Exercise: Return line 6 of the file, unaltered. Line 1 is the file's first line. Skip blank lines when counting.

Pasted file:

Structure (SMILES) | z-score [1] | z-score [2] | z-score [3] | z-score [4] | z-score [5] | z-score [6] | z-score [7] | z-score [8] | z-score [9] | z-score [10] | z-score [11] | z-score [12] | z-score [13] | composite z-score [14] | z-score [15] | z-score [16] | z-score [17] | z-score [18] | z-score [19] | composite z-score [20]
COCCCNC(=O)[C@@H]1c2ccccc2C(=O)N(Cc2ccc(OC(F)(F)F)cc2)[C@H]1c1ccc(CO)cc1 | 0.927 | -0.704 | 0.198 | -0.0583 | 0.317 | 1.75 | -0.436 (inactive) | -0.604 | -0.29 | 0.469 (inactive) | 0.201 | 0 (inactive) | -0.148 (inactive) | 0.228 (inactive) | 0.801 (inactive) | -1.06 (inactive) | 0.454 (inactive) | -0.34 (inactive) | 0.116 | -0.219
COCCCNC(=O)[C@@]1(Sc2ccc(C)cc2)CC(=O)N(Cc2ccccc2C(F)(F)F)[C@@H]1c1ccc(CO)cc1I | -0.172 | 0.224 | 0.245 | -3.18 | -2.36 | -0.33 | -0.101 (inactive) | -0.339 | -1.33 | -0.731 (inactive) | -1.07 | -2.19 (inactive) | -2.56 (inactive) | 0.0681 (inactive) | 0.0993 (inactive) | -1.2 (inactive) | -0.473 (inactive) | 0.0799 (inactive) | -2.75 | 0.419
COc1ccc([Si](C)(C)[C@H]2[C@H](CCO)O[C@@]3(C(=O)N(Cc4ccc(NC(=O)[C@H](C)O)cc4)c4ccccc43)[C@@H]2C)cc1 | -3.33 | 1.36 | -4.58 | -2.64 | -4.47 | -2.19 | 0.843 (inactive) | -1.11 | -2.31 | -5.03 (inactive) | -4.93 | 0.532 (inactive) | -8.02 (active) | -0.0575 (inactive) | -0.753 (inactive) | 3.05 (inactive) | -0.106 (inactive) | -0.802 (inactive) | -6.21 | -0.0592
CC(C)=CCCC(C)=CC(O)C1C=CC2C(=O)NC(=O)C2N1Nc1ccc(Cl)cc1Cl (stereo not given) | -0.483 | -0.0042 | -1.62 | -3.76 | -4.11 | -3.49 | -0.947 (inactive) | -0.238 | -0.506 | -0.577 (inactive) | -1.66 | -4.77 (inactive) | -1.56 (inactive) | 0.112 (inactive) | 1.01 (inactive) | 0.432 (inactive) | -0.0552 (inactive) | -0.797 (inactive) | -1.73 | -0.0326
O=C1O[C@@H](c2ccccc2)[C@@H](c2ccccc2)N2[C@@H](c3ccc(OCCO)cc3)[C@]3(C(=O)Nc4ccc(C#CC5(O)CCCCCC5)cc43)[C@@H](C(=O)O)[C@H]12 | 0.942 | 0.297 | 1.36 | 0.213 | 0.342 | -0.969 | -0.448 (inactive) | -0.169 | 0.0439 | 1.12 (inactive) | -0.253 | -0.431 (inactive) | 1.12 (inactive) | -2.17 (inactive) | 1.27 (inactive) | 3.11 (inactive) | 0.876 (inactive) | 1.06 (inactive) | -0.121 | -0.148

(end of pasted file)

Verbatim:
O=C1O[C@@H](c2ccccc2)[C@@H](c2ccccc2)N2[C@@H](c3ccc(OCCO)cc3)[C@]3(C(=O)Nc4ccc(C#CC5(O)CCCCCC5)cc43)[C@@H](C(=O)O)[C@H]12 | 0.942 | 0.297 | 1.36 | 0.213 | 0.342 | -0.969 | -0.448 (inactive) | -0.169 | 0.0439 | 1.12 (inactive) | -0.253 | -0.431 (inactive) | 1.12 (inactive) | -2.17 (inactive) | 1.27 (inactive) | 3.11 (inactive) | 0.876 (inactive) | 1.06 (inactive) | -0.121 | -0.148